A naturalistic bronze lion designed by noted American metalsmith and jeweler Marie Zimmermann (1879-1972) and cast by Roman Bronze Works of Greenpoint, Brooklyn on 11 September 1930. This fully marked bronze comes directly from the artist's estate and is illustrated on page 130, fig. 4.2 of The Jewelry and Metalwork of Marie Zimmermann, 2011.
The adult male lion is beautifully modeled sitting atop a rocky outcrop with his body angled toward a pool below. His tail dips below the line of rocks toward the water and his full mane frames a face full of crisp detail.
Over a 40 year career, Zimmermann designed imaginative and eclectic pieces reflecting her interests in the natural world. She modeled many of her designs in wax, a technique she adopted at the beginning of her career while studying at the Pratt Institute in New York. After receiving Zimmermann's wax model, Roman Bronze Works cast this piece using the lost wax (cire-perdu) process.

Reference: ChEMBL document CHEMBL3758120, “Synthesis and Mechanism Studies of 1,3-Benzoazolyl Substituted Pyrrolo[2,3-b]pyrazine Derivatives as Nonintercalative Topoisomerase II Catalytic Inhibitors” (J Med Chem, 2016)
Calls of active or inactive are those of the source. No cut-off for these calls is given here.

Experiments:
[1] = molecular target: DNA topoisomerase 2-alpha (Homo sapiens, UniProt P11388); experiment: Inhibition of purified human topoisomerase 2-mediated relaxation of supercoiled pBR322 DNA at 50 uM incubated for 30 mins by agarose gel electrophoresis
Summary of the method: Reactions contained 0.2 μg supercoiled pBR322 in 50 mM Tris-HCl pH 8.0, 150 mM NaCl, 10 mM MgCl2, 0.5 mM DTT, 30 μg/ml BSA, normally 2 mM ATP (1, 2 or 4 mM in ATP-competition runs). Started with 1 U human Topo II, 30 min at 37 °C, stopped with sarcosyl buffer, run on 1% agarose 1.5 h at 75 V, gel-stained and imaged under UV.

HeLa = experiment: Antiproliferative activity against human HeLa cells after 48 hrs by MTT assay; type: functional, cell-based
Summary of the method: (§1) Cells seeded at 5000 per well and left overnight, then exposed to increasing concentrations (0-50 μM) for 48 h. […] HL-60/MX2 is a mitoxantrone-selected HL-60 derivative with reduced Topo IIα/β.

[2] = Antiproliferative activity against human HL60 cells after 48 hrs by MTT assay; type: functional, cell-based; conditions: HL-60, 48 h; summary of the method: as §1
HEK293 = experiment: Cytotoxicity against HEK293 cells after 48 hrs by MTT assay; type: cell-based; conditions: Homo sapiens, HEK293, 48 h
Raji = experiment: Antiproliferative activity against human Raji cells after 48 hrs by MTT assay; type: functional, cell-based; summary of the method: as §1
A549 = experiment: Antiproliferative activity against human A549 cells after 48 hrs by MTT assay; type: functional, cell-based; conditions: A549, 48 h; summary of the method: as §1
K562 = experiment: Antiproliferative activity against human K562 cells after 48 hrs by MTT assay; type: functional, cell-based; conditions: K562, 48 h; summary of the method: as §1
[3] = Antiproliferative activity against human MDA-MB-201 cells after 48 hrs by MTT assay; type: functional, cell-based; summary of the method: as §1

Zimmermann used wax modeling and cast bronze techniques for a number of her larger-scale commissions — including funerary monuments — but chose to work in copper, silver and gold for the majority of smaller designs. This lion is one of only a handful of known examples of her work in bronze at this scale. It is fully marked with Zimmermann's encircled MZ logo on the base with the Roman Bronze Works N.Y. founder's mark struck on the outer edge. Very good condition with crisp details and a lovely patination of deep, rich browns with hints of green on the surface of the pool, measuring 4.5 in. H x 8 in. L x 6.5 in. W.
The Metropolitan Museum of Art in New York City holds the largest collection of objects by Marie Zimmermann, making their first acquisition in 1922. A variety of her designs in jewelry and metalwork are in the collections of The Museum of Fine Arts, Boston, the Los Angeles County Museum of Art, The Minneapolis Institute of Arts, the Carnegie Museum of Art, the Edsel & Eleanor Ford House, The Art Institute of Chicago, The Wolfsonian-Florida International University and the Columbus Museum of Art. Provenance: The Estate of Marie Zimmermann.